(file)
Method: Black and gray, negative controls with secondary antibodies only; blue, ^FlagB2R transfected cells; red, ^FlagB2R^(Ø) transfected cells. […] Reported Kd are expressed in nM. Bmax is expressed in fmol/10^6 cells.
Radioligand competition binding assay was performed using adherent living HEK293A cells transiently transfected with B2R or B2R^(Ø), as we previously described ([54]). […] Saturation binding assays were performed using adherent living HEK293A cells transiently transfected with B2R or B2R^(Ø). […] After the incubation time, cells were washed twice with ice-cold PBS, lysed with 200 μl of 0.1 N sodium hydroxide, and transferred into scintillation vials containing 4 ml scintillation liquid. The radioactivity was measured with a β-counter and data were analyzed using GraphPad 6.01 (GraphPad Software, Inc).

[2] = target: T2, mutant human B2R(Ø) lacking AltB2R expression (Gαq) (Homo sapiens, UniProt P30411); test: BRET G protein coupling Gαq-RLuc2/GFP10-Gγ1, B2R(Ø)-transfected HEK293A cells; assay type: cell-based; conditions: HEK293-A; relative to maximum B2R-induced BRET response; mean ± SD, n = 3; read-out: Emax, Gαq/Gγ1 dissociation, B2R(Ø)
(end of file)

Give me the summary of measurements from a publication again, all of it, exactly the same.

Method: Black and gray, negative controls with secondary antibodies only; blue, ^FlagB2R transfected cells; red, ^FlagB2R^(Ø) transfected cells. […] Reported Kd are expressed in nM. Bmax is expressed in fmol/10^6 cells.
Radioligand competition binding assay was performed using adherent living HEK293A cells transiently transfected with B2R or B2R^(Ø), as we previously described ([54]). […] Saturation binding assays were performed using adherent living HEK293A cells transiently transfected with B2R or B2R^(Ø). […] After the incubation time, cells were washed twice with ice-cold PBS, lysed with 200 μl of 0.1 N sodium hydroxide, and transferred into scintillation vials containing 4 ml scintillation liquid. The radioactivity was measured with a β-counter and data were analyzed using GraphPad 6.01 (GraphPad Software, Inc).

[2] = target: T2, mutant human B2R(Ø) lacking AltB2R expression (Gαq) (Homo sapiens, UniProt P30411); test: BRET G protein coupling Gαq-RLuc2/GFP10-Gγ1, B2R(Ø)-transfected HEK293A cells; assay type: cell-based; conditions: HEK293-A; relative to maximum B2R-induced BRET response; mean ± SD, n = 3; read-out: Emax, Gαq/Gγ1 dissociation, B2R(Ø)